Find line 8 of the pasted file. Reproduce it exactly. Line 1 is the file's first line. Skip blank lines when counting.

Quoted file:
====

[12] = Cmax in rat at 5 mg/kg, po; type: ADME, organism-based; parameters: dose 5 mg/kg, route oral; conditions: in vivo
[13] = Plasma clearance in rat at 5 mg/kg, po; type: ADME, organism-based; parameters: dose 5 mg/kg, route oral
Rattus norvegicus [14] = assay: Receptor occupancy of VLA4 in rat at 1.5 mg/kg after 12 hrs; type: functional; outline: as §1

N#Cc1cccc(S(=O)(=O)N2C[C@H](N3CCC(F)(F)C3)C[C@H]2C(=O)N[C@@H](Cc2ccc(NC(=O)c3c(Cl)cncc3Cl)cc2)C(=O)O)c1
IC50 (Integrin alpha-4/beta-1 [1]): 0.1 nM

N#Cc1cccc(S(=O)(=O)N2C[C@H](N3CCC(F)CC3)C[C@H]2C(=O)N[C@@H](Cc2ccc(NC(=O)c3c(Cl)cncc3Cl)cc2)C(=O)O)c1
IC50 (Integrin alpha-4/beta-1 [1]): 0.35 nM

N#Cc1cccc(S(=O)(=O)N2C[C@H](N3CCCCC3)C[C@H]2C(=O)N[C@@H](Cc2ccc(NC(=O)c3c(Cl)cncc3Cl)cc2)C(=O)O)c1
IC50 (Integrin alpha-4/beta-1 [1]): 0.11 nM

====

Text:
N#Cc1cccc(S(=O)(=O)N2C[C@H](N3CCCCC3)C[C@H]2C(=O)N[C@@H](Cc2ccc(NC(=O)c3c(Cl)cncc3Cl)cc2)C(=O)O)c1